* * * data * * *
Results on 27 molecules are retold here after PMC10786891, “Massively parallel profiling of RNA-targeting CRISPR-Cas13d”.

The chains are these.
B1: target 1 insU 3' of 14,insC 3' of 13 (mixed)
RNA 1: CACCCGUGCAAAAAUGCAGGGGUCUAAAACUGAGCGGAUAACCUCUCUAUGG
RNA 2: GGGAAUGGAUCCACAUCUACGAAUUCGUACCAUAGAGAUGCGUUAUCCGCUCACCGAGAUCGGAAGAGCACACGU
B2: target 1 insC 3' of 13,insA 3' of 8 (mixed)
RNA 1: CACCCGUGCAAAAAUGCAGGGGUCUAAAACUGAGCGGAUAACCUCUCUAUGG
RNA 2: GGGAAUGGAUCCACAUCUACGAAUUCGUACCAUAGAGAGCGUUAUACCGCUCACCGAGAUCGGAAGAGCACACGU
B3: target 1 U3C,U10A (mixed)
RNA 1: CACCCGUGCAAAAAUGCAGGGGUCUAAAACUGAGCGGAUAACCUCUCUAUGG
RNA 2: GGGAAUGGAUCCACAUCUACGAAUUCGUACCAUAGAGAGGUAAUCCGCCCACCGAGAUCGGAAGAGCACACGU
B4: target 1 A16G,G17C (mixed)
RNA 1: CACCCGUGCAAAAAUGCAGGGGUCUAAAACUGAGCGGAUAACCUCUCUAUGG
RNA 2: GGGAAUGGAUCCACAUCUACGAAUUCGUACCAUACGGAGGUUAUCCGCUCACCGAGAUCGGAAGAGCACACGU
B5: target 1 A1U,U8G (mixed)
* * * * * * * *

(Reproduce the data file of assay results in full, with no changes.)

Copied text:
Results on 27 molecules are retold here after PMC10786891, “Massively parallel profiling of RNA-targeting CRISPR-Cas13d”.

The chains are these.
B1: target 1 insU 3' of 14,insC 3' of 13 (mixed)
RNA 1: CACCCGUGCAAAAAUGCAGGGGUCUAAAACUGAGCGGAUAACCUCUCUAUGG
RNA 2: GGGAAUGGAUCCACAUCUACGAAUUCGUACCAUAGAGAUGCGUUAUCCGCUCACCGAGAUCGGAAGAGCACACGU
B2: target 1 insC 3' of 13,insA 3' of 8 (mixed)
RNA 1: CACCCGUGCAAAAAUGCAGGGGUCUAAAACUGAGCGGAUAACCUCUCUAUGG
RNA 2: GGGAAUGGAUCCACAUCUACGAAUUCGUACCAUAGAGAGCGUUAUACCGCUCACCGAGAUCGGAAGAGCACACGU
B3: target 1 U3C,U10A (mixed)
RNA 1: CACCCGUGCAAAAAUGCAGGGGUCUAAAACUGAGCGGAUAACCUCUCUAUGG
RNA 2: GGGAAUGGAUCCACAUCUACGAAUUCGUACCAUAGAGAGGUAAUCCGCCCACCGAGAUCGGAAGAGCACACGU
B4: target 1 A16G,G17C (mixed)
RNA 1: CACCCGUGCAAAAAUGCAGGGGUCUAAAACUGAGCGGAUAACCUCUCUAUGG
RNA 2: GGGAAUGGAUCCACAUCUACGAAUUCGUACCAUACGGAGGUUAUCCGCUCACCGAGAUCGGAAGAGCACACGU
B5: target 1 A1U,U8G (mixed)